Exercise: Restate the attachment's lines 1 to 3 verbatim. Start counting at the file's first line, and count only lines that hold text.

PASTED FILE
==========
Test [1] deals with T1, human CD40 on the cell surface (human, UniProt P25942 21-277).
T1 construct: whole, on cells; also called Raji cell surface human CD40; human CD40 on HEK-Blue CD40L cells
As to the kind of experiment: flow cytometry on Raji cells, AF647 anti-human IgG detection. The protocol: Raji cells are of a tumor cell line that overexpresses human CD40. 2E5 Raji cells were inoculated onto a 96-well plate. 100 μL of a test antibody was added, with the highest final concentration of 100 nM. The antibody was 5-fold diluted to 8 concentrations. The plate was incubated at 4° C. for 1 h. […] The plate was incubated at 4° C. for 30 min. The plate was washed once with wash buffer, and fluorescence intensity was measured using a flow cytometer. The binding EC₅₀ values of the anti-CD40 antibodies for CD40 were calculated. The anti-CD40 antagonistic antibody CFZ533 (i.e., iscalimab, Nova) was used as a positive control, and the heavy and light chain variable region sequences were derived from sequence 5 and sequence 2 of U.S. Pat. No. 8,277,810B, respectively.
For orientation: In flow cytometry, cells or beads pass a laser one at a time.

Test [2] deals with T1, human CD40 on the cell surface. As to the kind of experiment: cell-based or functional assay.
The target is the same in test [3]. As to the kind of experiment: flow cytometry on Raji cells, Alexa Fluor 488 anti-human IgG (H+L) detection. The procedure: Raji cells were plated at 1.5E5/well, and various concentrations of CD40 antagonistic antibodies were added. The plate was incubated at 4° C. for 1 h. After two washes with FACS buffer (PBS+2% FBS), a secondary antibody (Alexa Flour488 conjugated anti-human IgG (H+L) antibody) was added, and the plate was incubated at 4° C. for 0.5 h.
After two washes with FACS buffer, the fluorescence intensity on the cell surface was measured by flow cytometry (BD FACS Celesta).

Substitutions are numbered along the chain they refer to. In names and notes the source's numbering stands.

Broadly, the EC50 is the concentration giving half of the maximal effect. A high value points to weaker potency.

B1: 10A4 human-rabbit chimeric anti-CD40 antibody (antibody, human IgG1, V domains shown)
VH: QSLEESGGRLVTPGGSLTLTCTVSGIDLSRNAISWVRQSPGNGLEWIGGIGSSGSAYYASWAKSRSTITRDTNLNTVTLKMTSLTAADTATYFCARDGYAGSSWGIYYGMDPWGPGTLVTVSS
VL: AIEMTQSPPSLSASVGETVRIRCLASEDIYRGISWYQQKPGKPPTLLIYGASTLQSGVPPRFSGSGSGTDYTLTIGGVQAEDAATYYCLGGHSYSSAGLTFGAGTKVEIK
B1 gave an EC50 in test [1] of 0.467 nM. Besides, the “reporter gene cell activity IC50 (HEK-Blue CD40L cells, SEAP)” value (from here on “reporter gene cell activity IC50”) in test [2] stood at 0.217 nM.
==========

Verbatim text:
Test [1] deals with T1, human CD40 on the cell surface (human, UniProt P25942 21-277).
T1 construct: whole, on cells; also called Raji cell surface human CD40; human CD40 on HEK-Blue CD40L cells
As to the kind of experiment: flow cytometry on Raji cells, AF647 anti-human IgG detection. The protocol: Raji cells are of a tumor cell line that overexpresses human CD40. 2E5 Raji cells were inoculated onto a 96-well plate. 100 μL of a test antibody was added, with the highest final concentration of 100 nM. The antibody was 5-fold diluted to 8 concentrations. The plate was incubated at 4° C. for 1 h. […] The plate was incubated at 4° C. for 30 min. The plate was washed once with wash buffer, and fluorescence intensity was measured using a flow cytometer. The binding EC₅₀ values of the anti-CD40 antibodies for CD40 were calculated. The anti-CD40 antagonistic antibody CFZ533 (i.e., iscalimab, Nova) was used as a positive control, and the heavy and light chain variable region sequences were derived from sequence 5 and sequence 2 of U.S. Pat. No. 8,277,810B, respectively.